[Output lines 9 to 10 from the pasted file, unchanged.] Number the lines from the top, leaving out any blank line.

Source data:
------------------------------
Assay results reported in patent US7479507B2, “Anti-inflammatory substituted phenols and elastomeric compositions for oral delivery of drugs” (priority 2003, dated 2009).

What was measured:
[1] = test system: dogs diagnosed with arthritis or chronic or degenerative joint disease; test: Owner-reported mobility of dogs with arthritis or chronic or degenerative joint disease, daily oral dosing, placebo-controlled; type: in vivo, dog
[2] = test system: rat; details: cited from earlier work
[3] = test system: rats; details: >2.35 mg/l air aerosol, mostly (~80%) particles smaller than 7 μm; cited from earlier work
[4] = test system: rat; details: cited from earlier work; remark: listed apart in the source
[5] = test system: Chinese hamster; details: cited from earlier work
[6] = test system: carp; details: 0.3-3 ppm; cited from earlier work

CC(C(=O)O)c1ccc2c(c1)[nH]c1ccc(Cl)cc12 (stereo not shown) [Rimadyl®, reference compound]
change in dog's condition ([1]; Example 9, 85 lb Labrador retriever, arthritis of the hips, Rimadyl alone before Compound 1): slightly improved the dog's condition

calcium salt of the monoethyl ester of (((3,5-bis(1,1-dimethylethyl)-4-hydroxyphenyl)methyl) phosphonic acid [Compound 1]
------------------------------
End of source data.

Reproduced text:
CC(C(=O)O)c1ccc2c(c1)[nH]c1ccc(Cl)cc12 (stereo not shown) [Rimadyl®, reference compound]
change in dog's condition ([1]; Example 9, 85 lb Labrador retriever, arthritis of the hips, Rimadyl alone before Compound 1): slightly improved the dog's condition